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ChIP elution from Dynabeads and evaporation - (Mar/24/2012 )

I need some help. I am performing a ChIP on my samples and got all the way to the elution step. Since I use Dynabeads, I added Proteinase K to the elution buffer and incubated my tubes overnight on a heated shaker (65 C, 1000 RPM). When I came back today, I noticed that two of my tubes were nearly desiccated, but with a decent amount (~50 uL) of buffer remaining. I diluted these tubes with 200 uL of elution buffer, isolated the supernatant, and proceeded to phenol/chloroform/isoamyl alcohol separation. Upon reading online that evaporation could hamper cross-linking, I took my beads and re-incubated them in 400 uL elution buffer and 5 uL Proteinase K. However, now I'm concerned that since the Proteinase K was added right after adding the elution buffer (which is what my protocol says to do), the antibodies would have been cleaved, and there would be nothing left on the beads. Which sample is more likely to have my sample: the initial eluate, the second eluate, or did the evaporation ruin my experiment?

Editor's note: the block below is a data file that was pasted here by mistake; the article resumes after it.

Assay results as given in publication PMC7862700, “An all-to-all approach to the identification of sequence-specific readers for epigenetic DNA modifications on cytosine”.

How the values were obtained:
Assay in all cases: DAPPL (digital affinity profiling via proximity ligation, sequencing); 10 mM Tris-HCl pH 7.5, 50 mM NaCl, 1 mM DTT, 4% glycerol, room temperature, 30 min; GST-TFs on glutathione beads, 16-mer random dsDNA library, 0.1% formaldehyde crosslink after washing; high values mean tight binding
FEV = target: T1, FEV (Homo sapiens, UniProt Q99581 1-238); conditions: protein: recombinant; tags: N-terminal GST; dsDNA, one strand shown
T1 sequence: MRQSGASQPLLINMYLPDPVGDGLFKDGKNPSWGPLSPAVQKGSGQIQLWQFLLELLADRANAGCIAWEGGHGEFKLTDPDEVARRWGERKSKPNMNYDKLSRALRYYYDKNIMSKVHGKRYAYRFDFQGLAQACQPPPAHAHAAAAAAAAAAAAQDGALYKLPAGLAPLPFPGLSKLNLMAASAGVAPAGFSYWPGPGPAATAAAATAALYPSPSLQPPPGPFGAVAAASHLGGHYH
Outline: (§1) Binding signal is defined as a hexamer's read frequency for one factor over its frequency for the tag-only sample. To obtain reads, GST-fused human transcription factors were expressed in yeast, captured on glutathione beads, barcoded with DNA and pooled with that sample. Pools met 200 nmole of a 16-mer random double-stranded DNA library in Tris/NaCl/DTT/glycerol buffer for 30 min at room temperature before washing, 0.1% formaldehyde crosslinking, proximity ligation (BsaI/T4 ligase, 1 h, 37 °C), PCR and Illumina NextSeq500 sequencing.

For the record, the postdoc in the lab, who has extensive experience with ChIP, says that evaporation shouldn't damage the DNA (supporting my feeling that a 200 uL dilution/wash of the tube should do the job just fine) and that drying DNA in a speedvac won't damage it.


I think things turned out fine. The eluates from the first overnight incubation (the one with the evaporation) produced pellets, and the second set of eluates also produced pellets. I ended up pooling the two together, so it's as if the evaporation never happened. I guess the Proteinase K addition was the key to successfully reversing the crosslinks in the face of evaporation, in case anyone who has the same problem stumbles upon this thread months or years from now.